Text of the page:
Cricut: A Pandemic Winner Has Fallen Too Far
Cricut is dominant in its niche and has a big opportunity overseas. Near all-time lows, that should be enough
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Over the past twelve months, the market has punished so-called “pandemic winners”, and Cricut (CRCT) certainly qualifies. The manufacturer of “smart cutting machines” was unquestionably a beneficiary of the coronavirus pandemic, which brought on millions of new customers and led to a dramatic jump in revenue and profits.
As with so many pandemic winners — Zoom Video Communications (ZM) and Teladoc Health (TDOC) being two of the most widely-owned — equity investors priced in long-term gains from that short-term boost. And, as with so many pandemic winners, those equity investors very quickly changed their mind:
To be sure, the run to $45+ last summer no doubt went too far in anticipating growth going forward. Indeed, Cricut’s outlook for 2022 reflects not only a business whose performance is normalizing, but one facing a potential headwind from demand pulled forward during the last two years.
That said, the decline to the single-digits too looks like it went too far. There is a real business here, and a better business than the “smart cutting machine” description might on its face suggest. Some of the customers brought on in 2020 and 2021 are going to depart; but some are going to stay on, and continue to generate revenue at enormous margins.
Since the financial crisis, “too cheap” in general has been a dangerous pillar for a bull case. The same has been true for the pandemic winner group over the past 12 months or so. But even looking at 2019 results, the current CRCT stock price is starting to look reasonable. When the market starts looking to 2023 results, the stock price should be able to move higher.
Really? A “Smart Cutting Machine”?
Cricut (pronounced like “cricket”) offers three “connected machines” which work with apps — both mobile and desktop-based — via Bluetooth to allow users to design and produce cards, T-shirts, mugs, hats, bags, and more. (One third-party site alone lists 100 potential projects.)
The Joy is the entry-level machine ($179.99 MSRP). It cuts and prints paper, cardstock, and vinyl. The better blade on the Explore ($249.99-$299.99) brings fabrics into the mix. The Maker ($399.99) can cut leather and wood, while allowing for debossing (ie, creating an imprinted effect), engraving, and the addition of foil effects.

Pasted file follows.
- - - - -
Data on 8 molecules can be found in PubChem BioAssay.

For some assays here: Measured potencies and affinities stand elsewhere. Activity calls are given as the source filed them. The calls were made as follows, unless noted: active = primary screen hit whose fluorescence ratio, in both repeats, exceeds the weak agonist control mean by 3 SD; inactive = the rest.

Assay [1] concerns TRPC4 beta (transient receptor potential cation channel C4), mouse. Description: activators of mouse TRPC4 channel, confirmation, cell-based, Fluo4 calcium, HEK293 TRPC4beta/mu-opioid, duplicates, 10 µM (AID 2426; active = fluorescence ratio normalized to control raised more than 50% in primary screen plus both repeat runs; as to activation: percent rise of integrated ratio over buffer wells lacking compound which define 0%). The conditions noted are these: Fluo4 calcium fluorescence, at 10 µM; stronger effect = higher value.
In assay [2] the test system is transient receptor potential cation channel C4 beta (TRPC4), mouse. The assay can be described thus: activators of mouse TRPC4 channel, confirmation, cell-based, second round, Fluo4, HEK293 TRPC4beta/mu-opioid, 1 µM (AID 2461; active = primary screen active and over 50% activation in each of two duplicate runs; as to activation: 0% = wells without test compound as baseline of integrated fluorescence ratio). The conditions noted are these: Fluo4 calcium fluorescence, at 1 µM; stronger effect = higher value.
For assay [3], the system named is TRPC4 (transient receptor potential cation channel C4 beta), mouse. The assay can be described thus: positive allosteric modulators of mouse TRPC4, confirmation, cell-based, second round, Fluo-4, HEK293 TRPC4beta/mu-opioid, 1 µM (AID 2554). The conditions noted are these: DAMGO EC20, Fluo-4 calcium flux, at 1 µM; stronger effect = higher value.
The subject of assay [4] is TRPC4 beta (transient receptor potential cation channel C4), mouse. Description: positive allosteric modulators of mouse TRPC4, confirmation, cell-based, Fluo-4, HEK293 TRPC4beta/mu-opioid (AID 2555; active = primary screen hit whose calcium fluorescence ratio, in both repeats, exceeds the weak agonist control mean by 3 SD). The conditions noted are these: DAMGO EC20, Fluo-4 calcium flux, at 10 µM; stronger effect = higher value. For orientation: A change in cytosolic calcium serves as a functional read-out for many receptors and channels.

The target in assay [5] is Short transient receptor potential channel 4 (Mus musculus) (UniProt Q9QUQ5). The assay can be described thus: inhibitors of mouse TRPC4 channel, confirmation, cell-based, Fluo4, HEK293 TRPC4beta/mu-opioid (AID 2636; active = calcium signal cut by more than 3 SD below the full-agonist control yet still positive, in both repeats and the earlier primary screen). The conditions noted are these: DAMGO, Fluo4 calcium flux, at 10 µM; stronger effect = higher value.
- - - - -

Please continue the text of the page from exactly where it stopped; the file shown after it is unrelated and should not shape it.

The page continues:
All three machines run on the company’s Design Space software. Design Space is a freemium offering; free users can obtain ~1,000 images and ~250 projects, while paid subscribers get vastly more access (~200K+ images and several thousand projects).
On its face (particularly to those of us with limited interest in crafting) the offering doesn’t seem like that good a business — or even enough to support a publicly-traded company. But Cricut has a large user base. At the end of Q1 2022, Cricut had 6.9 million users, roughly one-third of which were paid subscribers. Both figures are a fraction of the company’s claimed Serviceable Addressable Market of 129 million potential customers (85M US + Canada, 44M international), let alone the Total Addressable Market of 402M (248M + 153M; more on TAM/SAM a bit later).
The company appears to be a market share leader. The chief rival is Silhouette, owned by Japan’s GraphTech Industries. Brother Industries (BRTHY) also offers cutting machines, but seems to be a distant third. Its entire Personal and Home Business segment, which includes cutting machines and sewing machines, generated ~$400M in revenue in 2021, less than one-third Cricut’s total sales of over $1.3 billion. Brother’s ScanNCut also is notably less powerful than the Cricut Maker.
It’s that user base that drives profits. This is a razor/blades model, albeit with two types of metaphorical blades: subscription revenue (~16% of 2021 sales) and materials and accessories (42%). The machines themselves probably are something close to loss leaders; Cricut generated $64 million in gross profit from machines in 2021, while R&D spend alone totaled $80 million.
Huge Growth During The Pandemic — But Before Then, Too
Obviously, Cricut benefited from the pandemic, and the absolute dearth of available activities particularly amid stay-at-home orders during 2020. That year, revenue nearly doubled, with the number of paid subscribers increasing 116%. EBITDA jumped 240%.
Last year, Cricut tacked on another 36% top-line growth. Total users rose 48%; paid subscribers 56%.
Again, the growth is not particularly surprising. Consumers during 2020 and 2021 had more time and more money. Other hobbies like gardening too saw a boom. But it’s important to note that Cricut is not just a pandemic winner:
source: Cricut Q1 earnings presentation
Revenue grew at a 46% CAGR between 2014 and 2019. Cricut ended that latter year with 2.5 million users and 600K paid subscribers. It generated $62.7 million in EBITDA in 2019, at a margin of 13%. GAAP net margins were 8%.
This was a great business during the pandemic. But it was a pretty good business even before the world came to an end. The current price below $8 suggests the market is forgetting that fact.
CRCT Stock Is Cheap
Even in the context of the fading pandemic tailwind, CRCT stock looks cheap. Backing out net cash, shares trade at less than 13x trailing twelve-month EPS. There’s likely some bottom-line pressure on the way this year (notably in Q2, given a still-tough comparison), but even relative to Street estimates (again, excluding cash) CRCT is at 13.6x 2022E EPS and less than 11x next year’s profit.